San Francisco Chronicle covers The Mark Company’s 181 Fremont
May 11, 2018
Skyscraper at 181 Fremont St. in SF offers luxury condominiums
Upstaged and overshadowed by Salesforce Tower, its taller and more famous neighbor to the north, the mixed-use skyscraper at 181 Fremont St. will forever be the second banana of the Transbay Transit District.
But if Thursday night was any indication, whatever the 802-foot building may lack in height is easily made up for in terms of sex-appeal and social cache.
More than 500 folks turned out to celebrate the opening of the Fremont Street tower, a mixed-use skyscraper with distinctive diagonal exoskeletal beams that was a decade in the planning. A plush black carpet was rolled out on the sidewalk. A brass band welcomed guests. Magnums of Veuve Clicquot were sabered. There were rooms dedicated to chocolate tasting and whiskey sampling.
Superlatives like “landmark” and “icon” were bandied about.
“Buildings like this only come around maybe once a decade,” said real estate marketer Alan Mark, whose firm is handling sales of the tower’s condos.
In a neighborhood where glass towers are either residential or office space, 181 Fremont is both. The first 34 floors of the skinny tower will be home to Facebook-owned Instagram — employees of the photo-sharing network already have started to move into floors 25 through 28. The top 16 floors — a dramatic “skybridge” separates the two parts of the building — will be condos.
For the developer, the Jay Paul Co., 181 Fremont provided a dramatic entrance into a San Francisco market. For decades, billionaire Jay Paul was Mr. Silicon Valley, builder of low-slung suburban campuses for companies like Hewlett-Packard and Microsoft. But as the heart of the Bay Area’s tech engine drifted north — Uber, Twitter, Airbnb, Square, Salesforce and Dropbox are all headquartered in San Francisco — the Jay Paul Co. figured it had better set up shop in the city as well.
And the move seems to be paying off. With Facebook paying top-of-the-market rents for the bulk of the building — more than $90 per square foot — Jay Paul is focused on selling the 55 condos that start at $3.2 million for a two-bedroom and go all the way to $42 million for a 7,000-square-foot penthouse. There are also 16 companion units — studio apartments starting at $1.2 million, that are only available to buyers of the larger residences.
The companion units are selling as fast as the big ones.
“We had one person who bought two,” said Matt Lituchy, Jay Paul chief investment officer.
Jay Paul is not commenting on how sales are going, except to say that they are “exceeding expectations.”
Broker Greg Lynn of Sotheby’s said he has five clients who are in escrow on units. He estimates that the building is probably 40 to 50 percent sold.
“It’s the smallest and most sophisticated building downtown, with some of the best views,” said Lynn. “They are offering interiors unlike anything we have seen here in San Francisco — the level of stone in the bathroom, the cabinetry in the kitchen, the electric shades … so much thought when into these units.”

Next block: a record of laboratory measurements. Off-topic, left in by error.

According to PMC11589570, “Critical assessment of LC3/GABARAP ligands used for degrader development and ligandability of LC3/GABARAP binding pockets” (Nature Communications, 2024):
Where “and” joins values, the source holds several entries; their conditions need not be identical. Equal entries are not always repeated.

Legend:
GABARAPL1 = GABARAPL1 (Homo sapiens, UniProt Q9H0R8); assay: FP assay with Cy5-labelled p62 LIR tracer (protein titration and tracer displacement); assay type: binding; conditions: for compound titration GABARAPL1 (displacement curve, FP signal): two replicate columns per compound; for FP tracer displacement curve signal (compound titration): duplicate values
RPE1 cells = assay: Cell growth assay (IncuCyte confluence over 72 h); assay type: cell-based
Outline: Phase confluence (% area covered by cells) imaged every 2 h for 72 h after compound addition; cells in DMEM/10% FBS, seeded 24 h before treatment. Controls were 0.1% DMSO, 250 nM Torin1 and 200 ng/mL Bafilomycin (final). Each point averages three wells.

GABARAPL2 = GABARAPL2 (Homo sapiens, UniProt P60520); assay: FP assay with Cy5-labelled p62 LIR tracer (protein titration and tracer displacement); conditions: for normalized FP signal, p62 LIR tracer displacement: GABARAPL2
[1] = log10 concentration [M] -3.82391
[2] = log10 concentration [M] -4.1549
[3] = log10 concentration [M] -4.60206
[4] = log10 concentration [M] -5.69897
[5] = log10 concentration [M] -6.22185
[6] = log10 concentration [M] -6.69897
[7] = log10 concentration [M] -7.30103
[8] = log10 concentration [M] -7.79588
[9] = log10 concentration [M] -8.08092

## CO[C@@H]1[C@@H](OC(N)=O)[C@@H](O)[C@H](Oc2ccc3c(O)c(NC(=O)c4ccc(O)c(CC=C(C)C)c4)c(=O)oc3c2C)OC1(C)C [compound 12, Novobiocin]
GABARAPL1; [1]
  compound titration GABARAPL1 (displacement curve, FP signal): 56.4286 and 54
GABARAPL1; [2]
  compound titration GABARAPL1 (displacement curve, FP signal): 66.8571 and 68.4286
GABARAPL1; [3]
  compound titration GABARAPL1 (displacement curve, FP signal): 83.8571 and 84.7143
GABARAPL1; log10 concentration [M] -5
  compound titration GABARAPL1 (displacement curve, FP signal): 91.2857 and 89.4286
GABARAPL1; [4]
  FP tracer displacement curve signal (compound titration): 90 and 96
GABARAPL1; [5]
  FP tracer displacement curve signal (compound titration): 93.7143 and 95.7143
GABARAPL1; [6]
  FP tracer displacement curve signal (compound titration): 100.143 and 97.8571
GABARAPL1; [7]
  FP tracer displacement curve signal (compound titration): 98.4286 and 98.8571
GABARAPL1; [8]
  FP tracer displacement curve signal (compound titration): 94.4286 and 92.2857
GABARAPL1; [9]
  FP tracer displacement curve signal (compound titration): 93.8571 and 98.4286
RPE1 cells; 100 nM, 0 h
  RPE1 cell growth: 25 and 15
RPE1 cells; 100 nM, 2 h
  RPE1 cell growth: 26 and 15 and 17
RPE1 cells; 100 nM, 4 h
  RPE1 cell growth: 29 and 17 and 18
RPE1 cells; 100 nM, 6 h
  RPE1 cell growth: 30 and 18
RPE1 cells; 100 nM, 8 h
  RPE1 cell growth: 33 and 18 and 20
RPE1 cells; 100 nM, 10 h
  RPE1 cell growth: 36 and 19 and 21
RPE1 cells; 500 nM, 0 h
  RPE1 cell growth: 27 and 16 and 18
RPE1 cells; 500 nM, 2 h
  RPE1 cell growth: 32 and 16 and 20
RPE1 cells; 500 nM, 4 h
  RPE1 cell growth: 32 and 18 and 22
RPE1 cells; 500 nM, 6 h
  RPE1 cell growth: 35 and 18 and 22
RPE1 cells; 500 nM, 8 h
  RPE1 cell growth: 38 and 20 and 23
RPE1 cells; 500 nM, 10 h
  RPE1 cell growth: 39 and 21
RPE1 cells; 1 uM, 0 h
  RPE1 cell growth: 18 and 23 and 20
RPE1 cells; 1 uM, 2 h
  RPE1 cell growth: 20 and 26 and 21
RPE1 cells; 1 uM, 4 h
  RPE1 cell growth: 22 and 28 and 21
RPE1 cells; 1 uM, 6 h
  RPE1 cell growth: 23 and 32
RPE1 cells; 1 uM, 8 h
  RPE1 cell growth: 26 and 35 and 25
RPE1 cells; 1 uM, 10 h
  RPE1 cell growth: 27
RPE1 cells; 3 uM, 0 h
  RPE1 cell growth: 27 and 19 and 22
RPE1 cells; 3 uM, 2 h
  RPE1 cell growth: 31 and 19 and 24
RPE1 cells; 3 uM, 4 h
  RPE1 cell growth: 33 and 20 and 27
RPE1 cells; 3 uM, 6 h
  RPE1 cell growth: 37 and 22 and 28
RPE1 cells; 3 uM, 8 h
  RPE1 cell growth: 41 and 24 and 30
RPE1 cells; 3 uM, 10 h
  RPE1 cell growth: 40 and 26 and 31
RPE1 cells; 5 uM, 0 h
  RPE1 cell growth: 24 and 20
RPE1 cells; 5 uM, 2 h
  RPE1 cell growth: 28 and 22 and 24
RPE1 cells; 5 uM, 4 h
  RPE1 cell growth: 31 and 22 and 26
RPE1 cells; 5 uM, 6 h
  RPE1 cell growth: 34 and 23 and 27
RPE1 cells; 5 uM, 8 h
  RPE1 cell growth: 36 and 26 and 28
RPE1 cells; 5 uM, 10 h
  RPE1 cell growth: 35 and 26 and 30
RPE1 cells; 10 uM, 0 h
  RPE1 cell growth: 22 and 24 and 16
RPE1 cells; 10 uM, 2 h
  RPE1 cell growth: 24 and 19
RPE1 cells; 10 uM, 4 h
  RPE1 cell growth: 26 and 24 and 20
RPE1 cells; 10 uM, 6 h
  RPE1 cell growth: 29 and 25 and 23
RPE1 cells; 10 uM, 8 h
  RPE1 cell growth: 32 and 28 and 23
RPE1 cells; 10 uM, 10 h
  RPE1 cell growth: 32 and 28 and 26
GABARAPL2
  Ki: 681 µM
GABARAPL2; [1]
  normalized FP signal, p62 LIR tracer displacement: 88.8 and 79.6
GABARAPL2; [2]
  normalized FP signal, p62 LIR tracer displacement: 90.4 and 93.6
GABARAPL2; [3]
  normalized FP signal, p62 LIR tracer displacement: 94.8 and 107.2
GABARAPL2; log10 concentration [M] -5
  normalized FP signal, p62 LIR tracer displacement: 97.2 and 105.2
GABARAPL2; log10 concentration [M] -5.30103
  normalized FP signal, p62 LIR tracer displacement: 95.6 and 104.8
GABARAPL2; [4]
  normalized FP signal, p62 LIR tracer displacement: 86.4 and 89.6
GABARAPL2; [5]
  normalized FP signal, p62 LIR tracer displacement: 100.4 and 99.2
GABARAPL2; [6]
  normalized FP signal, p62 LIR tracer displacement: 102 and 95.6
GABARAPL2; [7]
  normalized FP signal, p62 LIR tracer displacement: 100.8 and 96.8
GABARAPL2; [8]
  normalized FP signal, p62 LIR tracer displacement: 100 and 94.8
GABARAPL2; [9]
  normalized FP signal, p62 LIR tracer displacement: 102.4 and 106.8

The majority of buyers are from the Bay Area, Lituchy said. There are “early adopters” who already own units in residential towers like the Four Seasons, the St. Regis and the famously sinking Millennial Tower, an excellent view of which can be had from 181 Fremont. There are empty-nesters from Atherton and Menlo Park. And about 20 percent of buyers are from elsewhere — Los Angeles, New York, Hong Kong, Shanghai.
“It’s not like New York or London, where you are getting the Russian oligarchs. San Francisco is becoming a global city but we are not there yet. Maybe some day it will be.”
None of the 55 units are affordable — Jay Paul Co. struck a deal with the city to pay $13.85 million to avoid including 11 below-market-rate condominiums.
Jay Paul is an art collector, and the building has paintings by such artists as Man Ray, Kim Gordon (of Sonic Youth), Michael Heizer and Ed Ruscha.
For the 500 or so folks who flocked to the building Thursday, the party felt like one of those evenings that someday will likely be evoked as a peak moment of San Francisco’s tech-fueled gilded age, a period of extreme wealth creation that has been in full swing for five years but shows little sign of slowing down.
Dean Macris, who was the city’s planning director in the 1980s and 1990s and again in the mid-2000s, said, “Finally, we have a skyline worthy of the status of the city.”
“We wanted to have the higher heights back in the ’80s, but for political reasons we were limited to 500 feet,” he said. Planners eventually overcame the opposition of many city residents to tall towers by proposing to use the additional revenue from the buildings to pay for the new Transbay Transit Center.
For project architect Jeffrey Heller, 181 Fremont capped a 40-year career in San Francisco. He called the tower “the best project I have ever done — hands down.”
He arrived in San Francisco as the Bank of America building, at 555 California St., and the Transamerica Pyramid were being completed.
“The tall building in San Francisco stopped after that, and didn’t happen again until now with the Transbay District,” he said. “This was my first opportunity to do a distinctive, international-style building of significant height.”
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